I like that…empathy empathy empathy…we’ve done the civil way and we know how that feels, now we do rewilding basically. We can empathize to ourselves first and the ones still there next. I walked in the woods the other day thinking, empathize for every body including myself, and I turned surprised to see how much of a good difference it made my adventure. I saw the stinging nettle and moved empathetically to it, thinking if I don’t empathize with the creatures around me I might do harm to myself and them. I imagined not having empathy and what it would do. I felt like it would make deer and others that sensed my careless and unempathetical vibe run away from my direction while hurting themselves on the nettle, poison oak, rose thorns, and other objects they might crash into while trying to flee from me. I didn’t want that to happen so I used my empathy and said to myself, I don’t like the stinging feeling I get from nettles and stabs from roses, I bet the other animals don’t either so I want to look empathic to the creatures that home this land more than me and let them sense me as a understanding human being.

empathy is definitely a powerful tool. not only does putting yourself in the other person’s shoes help you relate to their perspective, you can also try to put your own needs in a perspective the other person can relate to in order to make yourself more easily understood. I guess that would be a sort of reflexive empathy, kind of like doing the empathetic work for your partner so that they can get into your shoes more easily.

My wife does this all the time, and I’ve picked it up from her. She’ll hear about some kind of Broadway show going on (she’s a total show queen) with all of her favorite stars and composers and say to me:

It's like if Steve Brill and Euell Gibbons were throwing a wild foods dinner party where they showed you every possible way to eat cattails and Urban Scout was there debuting his new movie that he and Willem wrote in e-prime about tracking, hunting and processing a kill.

And I’ll be like “oh, now I see why you’re so excited.”

Your story really moved me, Dedom. Thank you.

Ha ha. I like it when we learn rewilding lessons from people who have no idea that they just taught us one (or maybe your wife does know…coyote howls in any case).

Wow. I feel as though I have nothing to say but thanks until I read Nonviolent Communication. So, until then… thank you all for sharing your thoughts and suggestions!

This is an old one but…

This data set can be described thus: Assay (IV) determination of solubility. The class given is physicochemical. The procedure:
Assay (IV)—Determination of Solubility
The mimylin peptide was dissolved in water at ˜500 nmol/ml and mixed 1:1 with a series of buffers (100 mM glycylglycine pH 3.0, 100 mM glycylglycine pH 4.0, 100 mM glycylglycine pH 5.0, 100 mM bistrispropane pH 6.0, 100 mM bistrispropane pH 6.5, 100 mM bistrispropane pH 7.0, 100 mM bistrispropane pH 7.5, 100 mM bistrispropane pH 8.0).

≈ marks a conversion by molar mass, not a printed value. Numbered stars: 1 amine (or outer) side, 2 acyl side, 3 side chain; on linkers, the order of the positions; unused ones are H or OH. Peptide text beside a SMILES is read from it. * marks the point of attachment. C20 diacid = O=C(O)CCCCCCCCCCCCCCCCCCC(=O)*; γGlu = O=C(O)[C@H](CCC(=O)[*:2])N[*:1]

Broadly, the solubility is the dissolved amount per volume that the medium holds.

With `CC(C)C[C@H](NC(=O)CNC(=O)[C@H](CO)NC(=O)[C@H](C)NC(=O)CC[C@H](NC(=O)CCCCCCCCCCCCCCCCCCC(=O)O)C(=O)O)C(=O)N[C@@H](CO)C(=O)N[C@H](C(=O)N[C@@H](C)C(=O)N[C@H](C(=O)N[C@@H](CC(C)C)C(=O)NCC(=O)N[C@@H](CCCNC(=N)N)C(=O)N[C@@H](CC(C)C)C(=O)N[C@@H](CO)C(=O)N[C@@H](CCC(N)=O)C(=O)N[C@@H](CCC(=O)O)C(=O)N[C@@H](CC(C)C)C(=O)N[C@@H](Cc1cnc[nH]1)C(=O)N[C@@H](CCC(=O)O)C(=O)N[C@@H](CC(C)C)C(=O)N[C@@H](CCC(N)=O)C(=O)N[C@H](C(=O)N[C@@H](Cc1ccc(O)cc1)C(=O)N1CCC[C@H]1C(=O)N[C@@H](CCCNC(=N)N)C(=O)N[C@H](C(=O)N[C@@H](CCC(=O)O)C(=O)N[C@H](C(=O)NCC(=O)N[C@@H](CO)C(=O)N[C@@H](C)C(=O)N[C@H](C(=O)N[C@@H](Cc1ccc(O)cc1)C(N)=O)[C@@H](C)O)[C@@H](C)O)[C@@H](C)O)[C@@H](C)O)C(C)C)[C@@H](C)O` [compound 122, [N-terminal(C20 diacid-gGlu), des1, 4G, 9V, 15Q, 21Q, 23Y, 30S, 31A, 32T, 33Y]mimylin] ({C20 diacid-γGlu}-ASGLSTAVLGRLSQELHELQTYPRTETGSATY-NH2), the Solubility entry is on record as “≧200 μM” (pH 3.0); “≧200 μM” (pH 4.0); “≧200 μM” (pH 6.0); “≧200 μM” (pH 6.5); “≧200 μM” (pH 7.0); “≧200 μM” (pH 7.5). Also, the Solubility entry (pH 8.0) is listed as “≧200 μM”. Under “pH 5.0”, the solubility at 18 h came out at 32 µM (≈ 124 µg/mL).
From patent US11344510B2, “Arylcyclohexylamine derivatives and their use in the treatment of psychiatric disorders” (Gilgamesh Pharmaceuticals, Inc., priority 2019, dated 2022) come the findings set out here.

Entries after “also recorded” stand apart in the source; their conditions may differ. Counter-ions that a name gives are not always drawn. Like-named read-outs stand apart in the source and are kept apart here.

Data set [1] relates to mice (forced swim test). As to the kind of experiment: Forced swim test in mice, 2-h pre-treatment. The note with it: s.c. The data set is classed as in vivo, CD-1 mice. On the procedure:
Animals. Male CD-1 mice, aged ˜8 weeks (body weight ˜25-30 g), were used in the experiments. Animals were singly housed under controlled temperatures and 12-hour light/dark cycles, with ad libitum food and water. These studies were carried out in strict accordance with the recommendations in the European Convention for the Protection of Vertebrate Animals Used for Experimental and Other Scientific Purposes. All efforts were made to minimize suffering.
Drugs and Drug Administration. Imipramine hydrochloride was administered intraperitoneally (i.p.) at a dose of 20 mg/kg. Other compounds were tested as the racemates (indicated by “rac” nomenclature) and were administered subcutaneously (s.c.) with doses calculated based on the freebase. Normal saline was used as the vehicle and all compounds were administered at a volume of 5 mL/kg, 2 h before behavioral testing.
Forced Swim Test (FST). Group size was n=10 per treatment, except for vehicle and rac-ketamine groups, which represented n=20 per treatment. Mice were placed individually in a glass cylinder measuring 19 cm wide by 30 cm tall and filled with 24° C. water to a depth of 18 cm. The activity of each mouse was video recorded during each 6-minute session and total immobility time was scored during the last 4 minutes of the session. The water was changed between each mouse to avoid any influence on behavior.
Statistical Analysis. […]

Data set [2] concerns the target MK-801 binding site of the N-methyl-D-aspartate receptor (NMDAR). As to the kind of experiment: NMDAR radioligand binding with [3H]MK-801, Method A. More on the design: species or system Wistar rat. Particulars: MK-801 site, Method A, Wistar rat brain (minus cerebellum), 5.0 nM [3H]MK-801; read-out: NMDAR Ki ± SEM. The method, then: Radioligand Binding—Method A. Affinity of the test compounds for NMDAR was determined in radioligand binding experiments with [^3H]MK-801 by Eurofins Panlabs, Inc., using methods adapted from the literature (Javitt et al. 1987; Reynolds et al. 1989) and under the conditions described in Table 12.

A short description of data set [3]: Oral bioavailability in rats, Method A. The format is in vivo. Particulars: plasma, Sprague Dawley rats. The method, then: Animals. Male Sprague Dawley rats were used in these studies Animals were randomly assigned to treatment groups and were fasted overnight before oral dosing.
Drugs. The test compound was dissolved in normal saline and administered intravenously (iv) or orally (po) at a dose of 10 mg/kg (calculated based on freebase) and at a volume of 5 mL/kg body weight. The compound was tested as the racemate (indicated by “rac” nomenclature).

There is a ripple effect when we change the patterns of interaction and relationship.
I was part of a men’s group for quite a few years. This was a group with a real broad cross section of men involved. Not necessarily like minded. The main thing we had in common was that in one way or another we all were looking for a change in our relationships with people around us. There were men in the group who had been ordered by a judge to attend. There were men in their early 20’s and men in their 50’s. Loggers, truck drivers, grocery store clerks, hippies.
One of the things that we worked on was personal responsibility, and one of our guiding statements was “The only thing you have any control over is yourself.”

As the men in the group made progress toward taking personal responsibility and living that guiding statement every day, all of the people around them noticed. In time this way of being in the world “rubbed off” and the group members started bringing that up in the group meetings. Saying that they had noticed their partners, co-workers, friends, were starting to not only mention the change, but practice that way in their own lives.

It is an awesome group that has helped quite a few men in our community and also those who they are in relationship with.

I like that story a lot. I think there’s a very key component of human social behavior at work there.

A number of years ago, one of the most important friends I’ll ever have “rubbed off” on me. He made me want to change and improve myself, just by the behavior that he demonstrated. One of the major things I learned from him was how to give other people their space and perspective without sacrificing any of my own-- basically, how to treat people as equals and validate their ideas, feelings, wants, and experiences. Until I met him, I hadn’t really explored for myself what that might look or feel like in my personal interactions. I work to improve this skill every, single, day. I don’t think I’ll ever be as good as he was at it!

“I work to improve this skill every, single, day. I don’t think I’ll ever be as good as he was at it!”

Yeah, well every step makes a difference. I can say that now when I revert back to my old patterns, I notice it and I don’t stay there as long. I don’t have to let the whole pattern play out now. Even under stress, I can often avoid falling back into the old way all together.